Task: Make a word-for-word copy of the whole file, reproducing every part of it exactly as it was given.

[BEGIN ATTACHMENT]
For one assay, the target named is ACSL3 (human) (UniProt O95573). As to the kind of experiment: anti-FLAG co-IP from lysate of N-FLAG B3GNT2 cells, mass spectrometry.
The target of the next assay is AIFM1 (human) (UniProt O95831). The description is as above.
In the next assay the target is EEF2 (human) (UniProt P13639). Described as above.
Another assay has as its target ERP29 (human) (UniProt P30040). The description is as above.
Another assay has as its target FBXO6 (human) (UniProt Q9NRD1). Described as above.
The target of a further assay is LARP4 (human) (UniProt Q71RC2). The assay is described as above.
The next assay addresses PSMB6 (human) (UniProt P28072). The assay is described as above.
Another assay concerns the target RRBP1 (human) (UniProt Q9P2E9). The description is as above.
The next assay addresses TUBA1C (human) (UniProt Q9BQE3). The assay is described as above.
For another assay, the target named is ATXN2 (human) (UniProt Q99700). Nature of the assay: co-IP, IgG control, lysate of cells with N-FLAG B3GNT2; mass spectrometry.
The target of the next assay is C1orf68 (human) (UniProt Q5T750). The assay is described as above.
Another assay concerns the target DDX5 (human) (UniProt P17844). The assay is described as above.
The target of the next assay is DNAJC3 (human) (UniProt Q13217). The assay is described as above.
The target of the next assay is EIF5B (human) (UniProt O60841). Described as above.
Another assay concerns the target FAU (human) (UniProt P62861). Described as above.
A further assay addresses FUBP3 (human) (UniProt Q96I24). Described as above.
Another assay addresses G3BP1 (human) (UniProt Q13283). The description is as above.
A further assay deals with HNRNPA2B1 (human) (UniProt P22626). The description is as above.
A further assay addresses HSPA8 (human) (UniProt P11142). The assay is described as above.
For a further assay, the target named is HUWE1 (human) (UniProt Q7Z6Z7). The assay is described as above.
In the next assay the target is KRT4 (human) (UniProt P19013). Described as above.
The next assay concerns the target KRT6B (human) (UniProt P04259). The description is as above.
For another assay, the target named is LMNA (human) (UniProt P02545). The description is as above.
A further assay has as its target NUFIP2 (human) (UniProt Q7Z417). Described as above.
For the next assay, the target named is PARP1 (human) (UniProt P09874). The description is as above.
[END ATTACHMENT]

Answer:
For one assay, the target named is ACSL3 (human) (UniProt O95573). As to the kind of experiment: anti-FLAG co-IP from lysate of N-FLAG B3GNT2 cells, mass spectrometry.
The target of the next assay is AIFM1 (human) (UniProt O95831). The description is as above.
In the next assay the target is EEF2 (human) (UniProt P13639). Described as above.
Another assay has as its target ERP29 (human) (UniProt P30040). The description is as above.
Another assay has as its target FBXO6 (human) (UniProt Q9NRD1). Described as above.
The target of a further assay is LARP4 (human) (UniProt Q71RC2). The assay is described as above.
The next assay addresses PSMB6 (human) (UniProt P28072). The assay is described as above.
Another assay concerns the target RRBP1 (human) (UniProt Q9P2E9). The description is as above.
The next assay addresses TUBA1C (human) (UniProt Q9BQE3). The assay is described as above.
For another assay, the target named is ATXN2 (human) (UniProt Q99700). Nature of the assay: co-IP, IgG control, lysate of cells with N-FLAG B3GNT2; mass spectrometry.
The target of the next assay is C1orf68 (human) (UniProt Q5T750). The assay is described as above.
Another assay concerns the target DDX5 (human) (UniProt P17844). The assay is described as above.
The target of the next assay is DNAJC3 (human) (UniProt Q13217). The assay is described as above.
The target of the next assay is EIF5B (human) (UniProt O60841). Described as above.
Another assay concerns the target FAU (human) (UniProt P62861). Described as above.
A further assay addresses FUBP3 (human) (UniProt Q96I24). Described as above.
Another assay addresses G3BP1 (human) (UniProt Q13283). The description is as above.
A further assay deals with HNRNPA2B1 (human) (UniProt P22626). The description is as above.
A further assay addresses HSPA8 (human) (UniProt P11142). The assay is described as above.
For a further assay, the target named is HUWE1 (human) (UniProt Q7Z6Z7). The assay is described as above.
In the next assay the target is KRT4 (human) (UniProt P19013). Described as above.
The next assay concerns the target KRT6B (human) (UniProt P04259). The description is as above.
For another assay, the target named is LMNA (human) (UniProt P02545). The description is as above.
A further assay has as its target NUFIP2 (human) (UniProt Q7Z417). Described as above.
For the next assay, the target named is PARP1 (human) (UniProt P09874). The description is as above.